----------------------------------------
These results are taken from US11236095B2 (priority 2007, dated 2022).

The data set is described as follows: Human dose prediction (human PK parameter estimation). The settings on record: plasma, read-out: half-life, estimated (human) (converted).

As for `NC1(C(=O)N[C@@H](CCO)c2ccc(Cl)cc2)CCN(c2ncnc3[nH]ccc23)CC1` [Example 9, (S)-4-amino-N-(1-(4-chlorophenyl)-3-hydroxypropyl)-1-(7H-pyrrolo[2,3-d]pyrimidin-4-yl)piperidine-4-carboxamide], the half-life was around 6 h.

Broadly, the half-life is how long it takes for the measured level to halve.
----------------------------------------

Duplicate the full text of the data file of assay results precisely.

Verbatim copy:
These results are taken from US11236095B2 (priority 2007, dated 2022).

The data set is described as follows: Human dose prediction (human PK parameter estimation). The settings on record: plasma, read-out: half-life, estimated (human) (converted).

As for `NC1(C(=O)N[C@@H](CCO)c2ccc(Cl)cc2)CCN(c2ncnc3[nH]ccc23)CC1` [Example 9, (S)-4-amino-N-(1-(4-chlorophenyl)-3-hydroxypropyl)-1-(7H-pyrrolo[2,3-d]pyrimidin-4-yl)piperidine-4-carboxamide], the half-life was around 6 h.

Broadly, the half-life is how long it takes for the measured level to halve.